Four children who were using combustible materials in a chemistry experiment at a Northwest Washington elementary school were injured yesterday morning, two of them critically, when the materials exploded.

The blast occurred in a science laboratory at Murch Elementary School, on 36th and between Ellicott and Davenport streets NW, where 14 students enrolled in a summer enrichment program for gifted youngsters were making fireworks commonly known as "sparklers," D.C. police officials said.

D.C. school spokeswoman Janis Cromer later called the experiment "inappropriate" and said the materials used, which are similar to those used in gunpowder, were "not supposed to be in the schools whatsoever."

The program at Murch, called "Summer Discovery," is paid for by parents at $165 per pupil and is supervised and taught by educators hired by the program. School system personnel and funds are not involved. Cromer said that when school administrators reviewed plans for the program several weeks ago, there was "no mention of the sparklers experiment."

Two 9-year-old boys injured by the explosion were taken by helicopter to Children's Hospital, where they were admitted to the intensive care unit in critical condition.

One boy suffered second- and third-degree burns over 20 percent of his body, with his face, arms and hands badly burned, according to a hospital spokeswoman. The other was said to have suffered burns over a slighty smaller portion of his body.

The two 9-year-olds were identified as Derreck Howell, a student at Eaton Elementary School, and Stewart Ugelow, who attends Murch, school officials confirmed. It was unclear which boy had the more serious injuries.

In addition, two 8-year-olds, a girl and a boy, were taken by ambulance to Children's, where they were listed in good condition last night. The girl, identified as Puja Malholtra, was slightly burned, while the boy, identified as Jonathan Foer, suffered shock as a result of the violent blast but was not burned. The two, both of whom attend Murch, were being held for observation last night, officials said.

The students had been instructed to mix the combustible substances -- potassium perchlorate, sulfur, charcoal, iron powder and aluminum powder -- in large bowls and grind them as fine as sugar, according to Charles Butta, director of the two-week program.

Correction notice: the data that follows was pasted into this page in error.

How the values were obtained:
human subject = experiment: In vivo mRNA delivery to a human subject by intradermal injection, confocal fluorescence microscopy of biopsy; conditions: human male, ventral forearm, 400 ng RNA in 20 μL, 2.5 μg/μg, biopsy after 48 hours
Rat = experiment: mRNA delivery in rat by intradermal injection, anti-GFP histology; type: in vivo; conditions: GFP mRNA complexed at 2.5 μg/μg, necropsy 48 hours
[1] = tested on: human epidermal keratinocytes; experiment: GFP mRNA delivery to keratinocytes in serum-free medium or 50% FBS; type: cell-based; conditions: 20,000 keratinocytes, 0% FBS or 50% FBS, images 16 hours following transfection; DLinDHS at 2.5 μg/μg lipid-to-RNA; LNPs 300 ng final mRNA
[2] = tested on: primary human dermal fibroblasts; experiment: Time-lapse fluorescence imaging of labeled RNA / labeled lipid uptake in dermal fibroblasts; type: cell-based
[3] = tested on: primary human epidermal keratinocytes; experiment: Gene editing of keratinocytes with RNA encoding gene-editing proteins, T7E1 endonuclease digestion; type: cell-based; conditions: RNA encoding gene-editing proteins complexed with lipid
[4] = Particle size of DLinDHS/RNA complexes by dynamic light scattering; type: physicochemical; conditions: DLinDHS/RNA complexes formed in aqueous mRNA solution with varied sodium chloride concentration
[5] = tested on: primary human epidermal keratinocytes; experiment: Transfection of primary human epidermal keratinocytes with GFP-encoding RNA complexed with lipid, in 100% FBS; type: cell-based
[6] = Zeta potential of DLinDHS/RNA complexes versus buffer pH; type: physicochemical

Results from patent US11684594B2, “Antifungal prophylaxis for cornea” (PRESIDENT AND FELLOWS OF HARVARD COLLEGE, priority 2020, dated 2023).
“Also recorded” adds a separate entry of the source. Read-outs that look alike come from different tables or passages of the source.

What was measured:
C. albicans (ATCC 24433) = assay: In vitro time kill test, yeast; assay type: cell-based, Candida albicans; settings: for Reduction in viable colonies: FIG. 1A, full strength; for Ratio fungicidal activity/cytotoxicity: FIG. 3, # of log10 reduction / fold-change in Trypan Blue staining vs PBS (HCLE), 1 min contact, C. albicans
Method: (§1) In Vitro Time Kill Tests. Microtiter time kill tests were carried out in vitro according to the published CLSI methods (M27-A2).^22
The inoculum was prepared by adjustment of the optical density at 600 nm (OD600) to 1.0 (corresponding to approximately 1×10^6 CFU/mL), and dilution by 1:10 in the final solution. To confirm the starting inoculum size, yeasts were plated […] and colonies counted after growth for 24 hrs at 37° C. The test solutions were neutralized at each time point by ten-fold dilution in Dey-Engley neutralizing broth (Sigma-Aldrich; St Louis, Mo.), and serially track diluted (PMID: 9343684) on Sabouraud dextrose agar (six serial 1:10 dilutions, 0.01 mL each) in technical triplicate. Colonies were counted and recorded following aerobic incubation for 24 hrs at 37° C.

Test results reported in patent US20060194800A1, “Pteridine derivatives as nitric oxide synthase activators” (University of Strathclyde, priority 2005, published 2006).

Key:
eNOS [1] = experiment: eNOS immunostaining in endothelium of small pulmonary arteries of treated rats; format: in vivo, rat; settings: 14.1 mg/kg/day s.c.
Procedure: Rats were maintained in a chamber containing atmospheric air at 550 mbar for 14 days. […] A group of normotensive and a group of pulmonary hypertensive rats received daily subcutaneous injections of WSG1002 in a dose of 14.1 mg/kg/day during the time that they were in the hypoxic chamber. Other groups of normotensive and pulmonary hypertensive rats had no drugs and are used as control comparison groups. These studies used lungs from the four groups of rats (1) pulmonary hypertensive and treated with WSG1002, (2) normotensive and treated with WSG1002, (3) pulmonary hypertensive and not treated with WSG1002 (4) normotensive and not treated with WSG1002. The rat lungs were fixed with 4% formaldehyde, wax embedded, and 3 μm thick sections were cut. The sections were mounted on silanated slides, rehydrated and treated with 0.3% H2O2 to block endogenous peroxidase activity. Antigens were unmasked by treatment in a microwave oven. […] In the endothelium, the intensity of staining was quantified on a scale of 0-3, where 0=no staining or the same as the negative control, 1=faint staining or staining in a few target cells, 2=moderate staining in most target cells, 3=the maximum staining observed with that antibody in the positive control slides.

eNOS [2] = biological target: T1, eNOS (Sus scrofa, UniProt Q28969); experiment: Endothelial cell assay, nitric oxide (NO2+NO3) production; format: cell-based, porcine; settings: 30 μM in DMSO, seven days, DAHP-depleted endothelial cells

Later in the week, they were to use an adhesive to apply the powdery mixture to wires from coat hangers to make sparklers similar to those used during Independence Day celebrations.

Moments before the explosion, one of the students apparently disobeyed instructions and started jamming a wire into his bowl of substances. The impact of the wire apparently created a spark that ignited the powders, said Butta, who described the accident as "horrible" and "traumatic."

Michael Nickens, 10, who was participating in the experiment but was not injured, described it as a fun exercise that went horribly awry. "We were making sparklers," he said. "Everybody was following instructions, but one boy got frustrated and started shaking the bowl and hitting it with a little masher. He said, 'Oh, this is neat.' All the other kids said, 'Stop. Don't do that.' And then it exploded.

"I just ran out of that classroom. I ran as fast as I could."

Cromer said, "That type of experiment is not one that we would use in our curriculum. The only three chemicals allowed in D.C. schools for experiments are vinegar, baking soda and alum. In the view of the D.C. schools, this would not be an experiment that would be appropriate."

A Summer Discovery brochure says the program is supposed to involve courses in earth science, mathematics, critical thinking skills, computers, aerobics, biology and astronomy. School officials said chemistry replaced the scheduled astronomy class because an astronomy instructor was not available.

Butta said chemistry teacher Lou Jagoe and a second teacher were in the lab at the time, but neither was watching the student who allegedly caused the explosion.

The blast knocked one student to the floor and sent others running down the hallways, witnesses said.

"The explosion sounded like a cannon had fired . . . . There was a big boom," said one teacher who asked not to be identified. Two persons who were on the playground said they heard the blast and saw yellow smoke billowing from the windows of the science lab.

The blast left the top of one table singed; sheets of newspaper that had covered it were turned to ashes. The sour smell of smoke filled the lab. There was no other apparent damage to the building.

Yesterday was the first day of what was expected to be a three-part chemistry experiment, said Butta, whom school system officials said is a University of Maryland professor. Butta founded the enrichment program at American University several years ago for elementary school students and introduced it to the city school system this summer.

School board member Wanda Washburn (Ward 3) said she was "concerned" about the accident, but described the program as "innovative and challenging." The program has 30 students.